Value Disconnect

There is currently a serious disconnect between the value of silver bullion and the "paper" market of trading silver contracts.  On Friday silver closed at $10.17 per ounce.  The physical silver is backordered 4-16 weeks and 1 oz. silver coins on EBay are going for $20.  What’s the deal?  Central Bankers and Investment Banks (which have historically been used by Central Banks) have continued to suppress the price of gold and silver.  Many articles have been written on this topic and there is no question of intent.  Fiat currency is based on perception rather than reality.  The reality is that the Federal Reserve will hyper-inflate us out of this financial crisis.  Ben Bernanke studied the Great Depression and is convinced that they should have "turned on the printing presses".  If government manipulation is removed, gold and silver would immediate move to $1,600 and $20 respectively.

Another looming disconnect issue is the value of derivatives on the books of all the players involved in the financial crisis.  The Financial Accounting Standards Board (FASB) sets the ground rules of balance sheet reporting by all corporate entities.  See: .  The problem lies in how derivatives and related securities are valued.  I have heard arguments on both sides.  If you paid $10 million for a security with "insurance" wrapped around it (a Credit Default Swap), it has been reported as being worth $10 million on the books.  However, if the same instrument is sold in the market for $2 million then should your books reflect the $8 million loss?  If an individual were borrowing money from a bank on the asset, you can be assured that the bank would value the collateral at "market" value, not purchase value.  There is the rub!  Who is to say whether the investment will ever regain its original value.

In the Scripture, we are given warnings about using "unequal weights & measures":

Lev 19:35 Ye shall do no unrighteousness in judgment, in meteyard, in weight, or in measure.

Lev 19:36 Just balances, just weights, a just ephah, and a just hin, shall ye have: I [am] the LORD your God, which brought you out of the land of Egypt.

Proverbs 20:10  Diverse weights and diverse measures, They are both alike, an abomination to the Lord.

Valuations should be fair to all.

How do stock brokerage firms handle value disconnect issues for the brokerage clients who have margin accounts?  What are margin accounts?  They are accounts where customers can borrow money from the broker firm to buy additional shares held in their brokerage account.  The stock broker charges the client interest on the amount borrowed.  That interest is calculated daily on the outstanding balance.  How does the broker protect himself from loss?  The broker loans money based on the daily value of the margined stocks.  As the stock’s price declines, the amount that the broker will lend goes down.  In private accounts, the broker will lend up to 65% of the value of the stock thus requiring you to come up with 35% in cash or other securities that are marginable.  If the stock price is under $6 then the broker will only loan 50%.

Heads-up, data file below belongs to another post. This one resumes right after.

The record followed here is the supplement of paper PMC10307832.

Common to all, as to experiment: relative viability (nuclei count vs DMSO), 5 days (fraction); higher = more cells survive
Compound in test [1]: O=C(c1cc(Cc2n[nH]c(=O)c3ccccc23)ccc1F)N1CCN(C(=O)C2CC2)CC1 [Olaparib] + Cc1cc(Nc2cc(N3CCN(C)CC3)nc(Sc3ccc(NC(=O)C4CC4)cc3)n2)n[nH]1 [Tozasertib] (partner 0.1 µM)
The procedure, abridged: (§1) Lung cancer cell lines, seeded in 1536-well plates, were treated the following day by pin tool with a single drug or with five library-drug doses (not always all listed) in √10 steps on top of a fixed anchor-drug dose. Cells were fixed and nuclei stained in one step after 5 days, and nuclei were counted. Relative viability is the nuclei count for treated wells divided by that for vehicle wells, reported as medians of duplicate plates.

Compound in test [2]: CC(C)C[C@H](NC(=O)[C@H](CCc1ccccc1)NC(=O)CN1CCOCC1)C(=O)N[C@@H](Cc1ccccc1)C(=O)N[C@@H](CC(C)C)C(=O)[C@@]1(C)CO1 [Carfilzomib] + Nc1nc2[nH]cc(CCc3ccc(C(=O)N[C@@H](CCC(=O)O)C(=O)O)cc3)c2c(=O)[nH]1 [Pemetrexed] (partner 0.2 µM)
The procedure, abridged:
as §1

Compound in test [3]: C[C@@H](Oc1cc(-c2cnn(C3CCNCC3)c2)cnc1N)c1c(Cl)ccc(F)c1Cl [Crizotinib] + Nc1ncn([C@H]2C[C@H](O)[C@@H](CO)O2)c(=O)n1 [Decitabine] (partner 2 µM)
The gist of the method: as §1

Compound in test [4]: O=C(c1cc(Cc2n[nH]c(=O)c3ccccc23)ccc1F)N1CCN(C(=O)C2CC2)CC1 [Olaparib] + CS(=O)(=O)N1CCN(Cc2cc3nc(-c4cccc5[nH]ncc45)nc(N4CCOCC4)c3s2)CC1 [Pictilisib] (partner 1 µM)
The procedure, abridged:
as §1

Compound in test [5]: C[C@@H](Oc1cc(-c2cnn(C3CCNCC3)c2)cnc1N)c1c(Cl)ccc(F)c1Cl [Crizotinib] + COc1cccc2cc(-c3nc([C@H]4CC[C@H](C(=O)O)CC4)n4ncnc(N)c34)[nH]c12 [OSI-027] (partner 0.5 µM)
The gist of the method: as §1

Stock Price                            Margin Requirement

Over $6                                            35%                     

$5 – $5.99                                         50%

$4 – $4.99                                         75%

Under $4                                         100%

This sliding scale is fueling the cascading decline in the market.  When the stock price declines, the broker issues a margin call:

Margin Call:  A request for additional funds resulting from a decline in the equity percentage or from purchases in the account. A margin call can be met by selling stock, depositing fully paid for stock into the account or by depositing funds.

If the borrower is low on cash, he will sell stock to meet his margin call.  If the stocks he owns depreciate rapidly, he must sell more shares and more stocks.  He will typically sell his worst performing stocks first and his best performing stocks last.  If the decline is too quick and too steep, he will unload all of his stocks at any price.  That is what happened last week.

The following is a notable example of this reality.  A slumping stock market forced Aubrey McClendon, the high-profile head of one of the nation’s most dynamic energy companies, to sell "substantially all” of his 33.4 million shares of Chesapeake Energy stock, he disclosed Friday.  See:

I’ll bet he wished he could tap into that $700 Billion bailout money!  My stockbroker told me on Friday that he had been working from 7:30 AM to 9:30 PM on "margin" paperwork the entire week.  Each day the market declines generate more margin calls.  The decline evokes further decline until all the leveraging is forced out of the system.  This de-leveraging causes all prices to go down: stocks, metals, and energy because the borrower must sell everything to raise cash.  Hard asset prices will recover quicker than paper assets.  People still need energy.  They may not need those exotic financial services anymore.  People will be forced to "simplify".  One day soon the general public will wake up to the fact that gold and silver represent real money.  When that happens, their demand and price will shoot up and the gold and silver stocks will enjoy a parabolic rise in price.  At that time, unequal weights & measures will be corrected.

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